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New Year—New You?

The Holiday season has come to a close. Leftover food sits quietly in the refrigerator still waiting to be consumed.

HOT SPRINGS, Ark. – The Holiday season has come to a close.  Leftover food sits quietly in the refrigerator still waiting to be consumed. Mountains of decorations have been carefully returned to their storage places in the attic or the closet.  The parties are over, and the relatives have all gone home.  Life returns to “normal”. 

     “Normal” can mean different things to different people.  To many, normal means returning to work or school, living with schedules, attending meetings, and “getting back to the daily grind”.  Thanksgiving, Christmas, and New Year’s Day celebrations had most people sitting on pins and needles with the excitement the holidays promised.  Now the prospect of returning to the old routine can be quite a let-down.  What is a person to do?

     A new year stretches before us.  The slate is clean, waiting on each person to decide what the coming days will bring.  Many people make promises to themselves, such as eating healthier, exercising, and losing weight.  Others promise themselves to spend more time with family and friends.  Still others plan to make personal changes like watching less television, starting a new hobby, and spending more time outdoors.

     Whatever the plans for 2018, this is a time for new beginnings.  An air of excitement should be building as new goals are set and personal improvement is high on everyone’s priority list.  The following list might help that individual who is having a hard time coming up with ideas that will make 2018 the best year ever. 

     Determine to be happier.  Happiness is a product of what a person thinks about.  Everyone has hard times periodically, but how someone reacts to the hard times has a huge impact on their happiness or the lack thereof.  To dwell only on the negative will drain a person’s energy and their zest for life.  Thinking on things that are good, admirable, and praiseworthy will cause changes on the inside that will create a happier demeanor on the outside. 

     Schedule family time.  During the work day, most live on a pretty tight schedule.  In order to get things done, the schedule must be followed closely.  Make “family time” part of the home schedule.  As everyone gets back into their daily routine, choose a night where the whole family can be home and have dinner together.  Don’t let dinner time be when reprimands occur for that bike left out in the rain or that room that hasn’t been cleaned.  The dinnertime conversation should be one where everyone can share their day or week without the dread of getting a lecture for their shortcomings.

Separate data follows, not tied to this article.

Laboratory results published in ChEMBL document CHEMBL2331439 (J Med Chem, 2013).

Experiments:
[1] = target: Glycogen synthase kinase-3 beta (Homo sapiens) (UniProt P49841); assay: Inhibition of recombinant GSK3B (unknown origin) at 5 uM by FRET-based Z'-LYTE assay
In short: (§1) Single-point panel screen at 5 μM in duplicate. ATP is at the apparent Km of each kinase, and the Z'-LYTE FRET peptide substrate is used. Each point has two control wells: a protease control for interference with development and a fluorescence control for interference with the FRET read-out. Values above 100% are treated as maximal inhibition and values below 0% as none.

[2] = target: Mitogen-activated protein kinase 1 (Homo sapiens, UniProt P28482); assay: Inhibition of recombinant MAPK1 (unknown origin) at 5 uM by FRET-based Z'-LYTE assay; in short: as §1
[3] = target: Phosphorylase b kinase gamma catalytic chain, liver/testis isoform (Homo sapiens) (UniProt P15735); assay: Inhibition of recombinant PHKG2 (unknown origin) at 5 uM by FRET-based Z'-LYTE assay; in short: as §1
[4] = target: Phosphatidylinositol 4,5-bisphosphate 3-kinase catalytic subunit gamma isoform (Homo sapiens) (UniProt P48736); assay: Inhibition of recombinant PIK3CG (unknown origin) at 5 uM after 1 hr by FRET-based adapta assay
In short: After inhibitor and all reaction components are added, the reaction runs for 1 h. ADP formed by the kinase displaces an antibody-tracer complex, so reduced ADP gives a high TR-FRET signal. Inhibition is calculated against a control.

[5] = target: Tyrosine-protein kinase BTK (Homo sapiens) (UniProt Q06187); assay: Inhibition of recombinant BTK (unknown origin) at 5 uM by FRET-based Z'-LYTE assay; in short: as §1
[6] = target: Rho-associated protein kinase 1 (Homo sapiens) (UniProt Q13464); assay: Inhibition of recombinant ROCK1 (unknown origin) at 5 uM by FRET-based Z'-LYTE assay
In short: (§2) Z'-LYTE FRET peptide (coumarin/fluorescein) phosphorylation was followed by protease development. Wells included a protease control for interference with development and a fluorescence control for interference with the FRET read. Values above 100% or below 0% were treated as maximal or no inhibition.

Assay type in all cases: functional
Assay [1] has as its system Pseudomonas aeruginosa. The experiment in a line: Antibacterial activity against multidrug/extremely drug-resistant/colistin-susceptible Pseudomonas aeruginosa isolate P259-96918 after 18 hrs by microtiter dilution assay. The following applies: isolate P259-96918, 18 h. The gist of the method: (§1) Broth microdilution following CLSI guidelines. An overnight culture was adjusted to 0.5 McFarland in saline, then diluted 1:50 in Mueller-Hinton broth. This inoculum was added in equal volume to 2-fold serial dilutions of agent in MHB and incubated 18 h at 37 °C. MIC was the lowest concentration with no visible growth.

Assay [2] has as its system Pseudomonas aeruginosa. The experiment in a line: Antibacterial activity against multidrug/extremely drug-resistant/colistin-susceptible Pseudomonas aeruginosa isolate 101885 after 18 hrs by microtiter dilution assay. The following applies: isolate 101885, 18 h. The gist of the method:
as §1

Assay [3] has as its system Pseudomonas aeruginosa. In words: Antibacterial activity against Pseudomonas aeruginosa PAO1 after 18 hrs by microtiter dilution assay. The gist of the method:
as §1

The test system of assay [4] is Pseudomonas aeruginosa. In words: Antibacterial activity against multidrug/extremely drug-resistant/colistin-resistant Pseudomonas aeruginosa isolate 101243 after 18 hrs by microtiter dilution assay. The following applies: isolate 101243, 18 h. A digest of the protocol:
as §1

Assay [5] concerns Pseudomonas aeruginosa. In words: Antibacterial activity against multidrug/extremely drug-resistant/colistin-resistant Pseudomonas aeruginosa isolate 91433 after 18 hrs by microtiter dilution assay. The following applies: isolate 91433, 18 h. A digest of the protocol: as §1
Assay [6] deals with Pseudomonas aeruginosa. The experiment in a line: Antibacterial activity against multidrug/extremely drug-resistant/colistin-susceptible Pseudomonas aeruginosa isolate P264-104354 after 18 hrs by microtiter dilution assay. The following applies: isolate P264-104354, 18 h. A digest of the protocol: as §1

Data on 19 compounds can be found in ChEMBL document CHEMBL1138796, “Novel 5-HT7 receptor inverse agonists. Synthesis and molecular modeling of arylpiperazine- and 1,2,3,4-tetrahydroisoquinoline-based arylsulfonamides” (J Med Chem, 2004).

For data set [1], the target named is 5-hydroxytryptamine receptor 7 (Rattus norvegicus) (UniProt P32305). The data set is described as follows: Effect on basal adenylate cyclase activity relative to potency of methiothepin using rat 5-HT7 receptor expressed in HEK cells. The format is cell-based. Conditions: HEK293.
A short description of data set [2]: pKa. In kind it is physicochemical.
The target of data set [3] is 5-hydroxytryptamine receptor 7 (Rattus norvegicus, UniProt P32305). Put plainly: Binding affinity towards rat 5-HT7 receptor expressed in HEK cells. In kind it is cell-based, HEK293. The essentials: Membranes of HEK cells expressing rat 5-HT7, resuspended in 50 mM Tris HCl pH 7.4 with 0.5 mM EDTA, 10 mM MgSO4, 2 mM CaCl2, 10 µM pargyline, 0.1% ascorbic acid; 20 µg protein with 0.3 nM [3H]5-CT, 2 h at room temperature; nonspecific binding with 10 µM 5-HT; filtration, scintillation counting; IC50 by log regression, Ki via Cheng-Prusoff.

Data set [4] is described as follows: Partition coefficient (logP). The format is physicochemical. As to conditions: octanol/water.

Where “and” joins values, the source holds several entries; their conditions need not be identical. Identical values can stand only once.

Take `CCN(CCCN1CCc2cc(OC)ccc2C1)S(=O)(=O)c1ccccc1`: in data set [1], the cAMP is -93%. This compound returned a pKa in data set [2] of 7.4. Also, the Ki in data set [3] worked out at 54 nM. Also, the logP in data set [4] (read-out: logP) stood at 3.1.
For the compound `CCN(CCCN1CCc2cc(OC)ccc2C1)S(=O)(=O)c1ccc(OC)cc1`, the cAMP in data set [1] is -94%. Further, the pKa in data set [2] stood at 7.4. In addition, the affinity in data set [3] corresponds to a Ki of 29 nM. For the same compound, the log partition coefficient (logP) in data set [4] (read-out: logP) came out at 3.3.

Get more sleep.  The National Sleep Foundation Research shows that Americans get 20% less sleep today than a century ago.  Many suffer from sleep deprivation because of cell phone and computer usage.  Another reason for lack of sleep is television airing 24 hours a day.  Sleep issues can be created due to work schedules as shifts can occur any time of the day or night.  The recommended number of hours needed for the body to function at optimal level is seven to nine hours.  A recent study by the Center for Disease Control and Prevention showed that over one third of U.S. adults aren’t getting enough shut-eye. 

     Schedule some down time for you and your kids.  While structured activities are great ways for kids to spend time with their friends while helping them to learn social skills, trouble comes when a parent suddenly realizes their child has an activity every day of the week.  Kids need time to relax and unwind after a long day at school or daycare.  Adults need down time, too.  Unplug from work when you get home.  Leaving work at work is a good way to recharge your batteries. 

     Don’t let the end of the holiday season be the only time life is exciting.  Plan to enjoy every single day of this year.  Set goals that are reasonable to reach.  Plan to be happy!   

By Linda Bates
County Extension Agent - 4-H
The Cooperative Extension Service
U of A System Division of Agriculture

Media Contact: Linda Bates
County Extension Agent - 4-H
U of A Division of Agriculture
Cooperative Extension Service
236 Woodbine Hot Springs AR 71901
(501) 623-6841
lbates@uaex.edu

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